While it was surprising on the part of both drivers that neither had made it to Victory Lane, Logano’s winless season was arguably the most unfathomable considering he had a series-high six victories in 2015.
However, there was no doubt that Logano was going to win a race eventually. The No. 22 team led 131 laps prior to Sunday’s race in Michigan (in nine of the first 14 races of the season) and had five top-5 finishes. They won the non-points All-Star race, and their teammate Brad Keselowski had already been to Victory Lane, twice. It was doubtful that this team was going to go winless.
Logano won in dominating fashion on Sunday, leading 138 of the 200 laps, with a .889 margin of victory over second-place Chase Elliott.
“What a great race car,” Logano said post-race. “To win here in Roger [Penske’s, team owner] back yard and Ford’s back yard, this is always a big win for us here. We appreciate the great car. What a crazy race with the low downforce and with more cautions and more opportunity to screw up, pretty much. What a fun race, racing with Chase [Elliott] and Kyle Larson. It is fun to see the young guys up there racing. I am not alone up there as a young guy anymore. I have guys up there younger than me racing for a win.”
Larson finished third, making the average age of the top three drivers a record 23.
This race was the first of two where NASCAR is implementing a lower downforce package – meaning lower than the current low downforce package that NASCAR implemented for the whole season.
The 26-year-old’s driving style obviously fits well with this type of package, but admitted that he had his own challenges to deal with during the race.
“You know, I went down into turn one the first lap, and I thought I was King Kong,” Logano said. “I drove down in there and about crashed. That didn’t work out so well. So I learned a lot from that one.”
That was just one example of the Michigan aero package’s tendency to make drivers feel like they were right on the edge of losing control of their racecars.
“You know, it’s just the cars are out of control,” Logano continued. “No doubt, they are out of control crazy, and it makes it a lot of fun, but you’ve got to think if you’re in that pack a little bit, you’re going faster down the straightaways, you’re getting a huge draft when cars are side-by-side in front of you, and you have no downforce at all, and especially when you’re three wide and your angles are off going into the corner and you’re trying to clear them, everyone is racing hard.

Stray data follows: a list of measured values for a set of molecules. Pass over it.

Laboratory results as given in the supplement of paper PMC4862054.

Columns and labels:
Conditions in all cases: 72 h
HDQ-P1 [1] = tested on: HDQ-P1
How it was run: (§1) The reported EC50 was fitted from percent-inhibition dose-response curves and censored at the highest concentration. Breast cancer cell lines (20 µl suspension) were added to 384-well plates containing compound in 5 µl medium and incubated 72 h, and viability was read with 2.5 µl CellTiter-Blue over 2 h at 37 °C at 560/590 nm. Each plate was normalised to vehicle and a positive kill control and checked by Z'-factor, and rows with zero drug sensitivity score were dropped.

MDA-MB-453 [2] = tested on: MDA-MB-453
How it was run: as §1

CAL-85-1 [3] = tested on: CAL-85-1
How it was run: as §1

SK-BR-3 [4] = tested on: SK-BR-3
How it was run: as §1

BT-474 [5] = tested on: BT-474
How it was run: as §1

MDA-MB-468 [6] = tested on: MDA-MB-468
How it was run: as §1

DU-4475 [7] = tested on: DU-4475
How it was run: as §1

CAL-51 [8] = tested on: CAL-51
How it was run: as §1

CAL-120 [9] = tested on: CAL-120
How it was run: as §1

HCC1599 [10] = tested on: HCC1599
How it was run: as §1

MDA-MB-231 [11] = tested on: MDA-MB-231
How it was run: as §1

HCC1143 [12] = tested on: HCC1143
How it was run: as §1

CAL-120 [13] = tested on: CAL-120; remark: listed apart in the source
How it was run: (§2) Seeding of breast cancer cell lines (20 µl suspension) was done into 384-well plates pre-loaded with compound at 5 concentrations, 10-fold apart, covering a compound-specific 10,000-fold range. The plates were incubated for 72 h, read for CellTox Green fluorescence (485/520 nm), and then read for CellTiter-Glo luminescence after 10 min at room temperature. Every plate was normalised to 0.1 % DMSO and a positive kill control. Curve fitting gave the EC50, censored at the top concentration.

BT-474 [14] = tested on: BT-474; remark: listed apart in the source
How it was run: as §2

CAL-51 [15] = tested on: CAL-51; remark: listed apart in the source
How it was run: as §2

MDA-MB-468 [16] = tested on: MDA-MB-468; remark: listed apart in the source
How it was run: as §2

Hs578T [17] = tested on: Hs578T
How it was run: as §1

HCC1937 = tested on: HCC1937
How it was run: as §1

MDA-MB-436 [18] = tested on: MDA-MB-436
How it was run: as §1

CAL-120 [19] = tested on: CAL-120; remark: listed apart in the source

“It’s a recipe for disaster for sure, but I haven’t re-watched it and haven’t seen much, but I thought the race was I think pretty good. There was a lot of natural cautions out there and a lot of things that happened, and I think that’s a good sign. Without watching it, I know it’s better than the package we ran here last time, so I’m excited about that.”
Drivers have been pushing for NASCAR to continue moving in this direction, despite the fact that Logano (and many others post-race) constantly described the cars as difficult to handle and on the ragged edge.
But that doesn’t make sense, right? Why do these drivers want to drive a car that they have trouble controlling?
“I don’t know how smart we are (laughing),” Logano said. “You know, I think that thrill, the adrenaline that you get by controlling something that’s out of control. A lot of times being right on that edge of backing it in the fence when we’ve seen it happening in qualifying and you’re just right on that edge. I remember after qualifying I was walking into the media center here and I was signing an autograph and my hand was shaking. I couldn’t even write my name. That’s cool. That’s how on edge you have to be to go fast, and it was like that for 400 miles today, you know, that you’re just right on that ragged edge, and that’s awesome. We don’t want to — I don’t want to drive slow. That ain’t no fun. That’s the sport part of this. It should be a challenge. It should be on the edge. It shouldn’t be easy, and at this level it definitely isn’t.”
While Logano is far from the only driver who feels this way, you certainly have to think that if NASCAR continues in this direction (and they have said that they will), the No. 22 team will continue to threaten for the win week to week.